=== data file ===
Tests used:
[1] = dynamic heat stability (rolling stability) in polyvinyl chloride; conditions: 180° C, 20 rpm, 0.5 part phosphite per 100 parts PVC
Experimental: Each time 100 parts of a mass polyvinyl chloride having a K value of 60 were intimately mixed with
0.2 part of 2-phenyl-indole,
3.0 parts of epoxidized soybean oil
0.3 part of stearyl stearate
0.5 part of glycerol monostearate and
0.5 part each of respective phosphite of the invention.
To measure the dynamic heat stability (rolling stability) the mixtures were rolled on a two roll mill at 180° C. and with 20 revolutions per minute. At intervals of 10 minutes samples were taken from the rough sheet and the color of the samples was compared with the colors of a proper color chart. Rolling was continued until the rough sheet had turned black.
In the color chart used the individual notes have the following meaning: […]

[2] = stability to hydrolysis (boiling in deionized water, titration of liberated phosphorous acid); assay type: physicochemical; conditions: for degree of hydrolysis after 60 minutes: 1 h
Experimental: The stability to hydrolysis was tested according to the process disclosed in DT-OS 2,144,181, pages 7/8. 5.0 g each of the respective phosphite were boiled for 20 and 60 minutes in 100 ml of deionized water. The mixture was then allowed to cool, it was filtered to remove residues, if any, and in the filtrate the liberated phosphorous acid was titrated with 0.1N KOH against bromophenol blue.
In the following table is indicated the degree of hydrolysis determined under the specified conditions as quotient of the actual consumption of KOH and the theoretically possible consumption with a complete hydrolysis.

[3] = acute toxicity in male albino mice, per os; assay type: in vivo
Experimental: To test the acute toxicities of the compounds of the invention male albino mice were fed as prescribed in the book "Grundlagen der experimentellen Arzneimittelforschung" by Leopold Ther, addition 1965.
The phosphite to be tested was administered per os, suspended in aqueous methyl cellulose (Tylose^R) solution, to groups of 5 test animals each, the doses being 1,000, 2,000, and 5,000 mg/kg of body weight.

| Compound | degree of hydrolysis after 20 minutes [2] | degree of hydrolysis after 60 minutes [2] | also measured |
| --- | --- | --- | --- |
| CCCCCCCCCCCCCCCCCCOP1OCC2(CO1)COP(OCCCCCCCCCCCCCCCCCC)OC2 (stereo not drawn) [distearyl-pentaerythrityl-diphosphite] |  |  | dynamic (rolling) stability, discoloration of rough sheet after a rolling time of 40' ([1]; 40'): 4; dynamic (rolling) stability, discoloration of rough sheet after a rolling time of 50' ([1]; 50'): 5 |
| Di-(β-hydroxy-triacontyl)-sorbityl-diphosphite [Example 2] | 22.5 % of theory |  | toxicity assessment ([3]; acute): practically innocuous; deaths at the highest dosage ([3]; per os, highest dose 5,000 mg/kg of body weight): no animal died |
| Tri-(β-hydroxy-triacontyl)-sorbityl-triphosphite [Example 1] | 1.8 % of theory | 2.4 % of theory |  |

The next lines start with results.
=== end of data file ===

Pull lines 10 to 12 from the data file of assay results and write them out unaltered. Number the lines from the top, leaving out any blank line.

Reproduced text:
In the color chart used the individual notes have the following meaning: […]

[2] = stability to hydrolysis (boiling in deionized water, titration of liberated phosphorous acid); assay type: physicochemical; conditions: for degree of hydrolysis after 60 minutes: 1 h
Experimental: The stability to hydrolysis was tested according to the process disclosed in DT-OS 2,144,181, pages 7/8. 5.0 g each of the respective phosphite were boiled for 20 and 60 minutes in 100 ml of deionized water. The mixture was then allowed to cool, it was filtered to remove residues, if any, and in the filtrate the liberated phosphorous acid was titrated with 0.1N KOH against bromophenol blue.